Ruth Joy, a statistical ecologist and lecturer in SFU’s new School of Environmental Science, studies seabirds and marine mammals.


SFU celebrates International Day of Women and Girls in Science

February 11, 2020

To celebrate women in science, SFU showcases some of our researchers and their reasons for choosing a career in science and technology.

Alissa Antle’s examines how we can use innovative interactive technologies to improve children’s emotional development.

Alissa Antle – Faculty of Communication, Art and Technology

A professor in the School of Interactive Arts and Technology, Alissa Antle is an innovator and scholar whose research pushes the boundaries of computation to augment the ways we think and learn.

A designer and builder of interactive technologies, she explores how these innovations can improve, augment and support children’s cognitive and emotional development.

Many of her projects involve tangible technology. For example, Phonoblocks is a set of 3D letters and a tablet interface that work together to help dyslexic children learn to read. Youtopia helps children learn about sustainability as they work together using a digital tabletop to design their own land-use plan. And with Mind-Full, a tablet app, children learn to self-regulate anxiety.

Her interactive systems have been used for collaborative learning about Aboriginal heritage, sustainability and social justice; for improving learning outcomes for dyslexic children; and for teaching self-regulation to disadvantaged children.

In 2015, she was inducted into the Royal Society of Canada’s College of New Scholars, Artists and Scientists, acknowledging her as one of Canada’s intellectual leaders.

Antle didn’t start out to become a university professor.

“Growing up, I was always interested in how things work, understanding people and creatively solving problems,” she says. “I didn’t know I would be an engineer, and later a scientist and a professor. I just kept making choices that aligned with my curiosity and values. I never had a vision of my end-game; it emerged as a result of choices I made over time.”

Antle’s unique perspective gives her an advantage in her field, but her accomplishments haven’t always come easily.

“In research and technology development I think as a woman, a parent, and a gay person, I may focus on different problems and have a different perspective on solutions than normative societal views. I think this is my superpower, but it hasn’t always been easy.”

Read full story here.

Ruth Joy uses statistics to provide numerical arguments for protecting marine and terrestrial species.

Ruth Joy – Faculty of Environment

After three summers camping in torrential rain in Clayoquot Sound, B.C., Ruth Joy wondered if there was a better way to conduct her research.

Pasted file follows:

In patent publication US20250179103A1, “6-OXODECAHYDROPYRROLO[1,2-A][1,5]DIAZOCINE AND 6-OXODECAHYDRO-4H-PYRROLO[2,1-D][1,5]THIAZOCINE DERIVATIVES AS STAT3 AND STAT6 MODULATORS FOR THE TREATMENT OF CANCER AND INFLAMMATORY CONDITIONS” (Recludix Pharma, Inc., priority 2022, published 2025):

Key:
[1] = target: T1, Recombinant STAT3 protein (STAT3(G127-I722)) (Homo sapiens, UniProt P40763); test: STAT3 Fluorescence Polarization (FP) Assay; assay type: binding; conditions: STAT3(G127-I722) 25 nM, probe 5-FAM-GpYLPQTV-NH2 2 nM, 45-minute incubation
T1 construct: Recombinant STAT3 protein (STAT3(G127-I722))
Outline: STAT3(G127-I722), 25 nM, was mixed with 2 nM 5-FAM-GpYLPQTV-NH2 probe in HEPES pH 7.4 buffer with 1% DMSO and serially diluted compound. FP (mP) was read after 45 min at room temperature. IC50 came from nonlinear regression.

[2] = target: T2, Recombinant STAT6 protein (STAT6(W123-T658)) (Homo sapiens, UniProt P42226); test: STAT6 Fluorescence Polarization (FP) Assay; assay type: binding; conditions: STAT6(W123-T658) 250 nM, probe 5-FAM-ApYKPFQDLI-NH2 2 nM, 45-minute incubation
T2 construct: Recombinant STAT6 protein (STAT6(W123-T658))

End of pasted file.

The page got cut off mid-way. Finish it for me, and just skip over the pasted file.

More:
Recently named one of The Tyee’s big thinkers of 2019, Joy, a statistical ecologist and lecturer in SFU’s new School of Environmental Science, studies seabirds and marine mammals. She started her career as a biologist, camping in a rusty van in the Chilcotin grasslands to collect data that could help conserve species and their habitats. After braving the elements for years, she decided to get out of the rain, follow the data and build evidence-based models. She returned to school, earning a PhD in statistics so that she could  provide numerical arguments for protecting marine and terrestrial species.

Numbers don’t lie, says Joy. “Statistics is a really useful tool, especially when working with oceanographic systems. In order to gain a deeper understanding, we need quantitative skills.”

Last summer, Joy and her research team received $1 million to support a marine-science initiative in coastal waters.

She credits great SFU mentors, a little good fortune, and flexibility for her success. She recommends taking the time to explore different careers, because environmental science is more than you think. Like Joy, whose jobs ranged from surveying birds by snowmobile to drug testing, to studying porpoises, pinnipeds, and pelagic cormorants, you never know where your path may lead.

SFU computing science professor Parmit Chilana researches human-computer interaction to ensure new technologies are human-centred and useful.

Parmit Chilana – Faculty of Applied Sciences

SFU computing science professor Parmit Chilana, a founding member of Women in Computing Science (WiCS) at SFU during her undergraduate degree, now serves as a faculty mentor to the group.

WiCS continues to run outreach events that encourage female students to join computer science. The group also gives students support and an enhanced sense of belonging.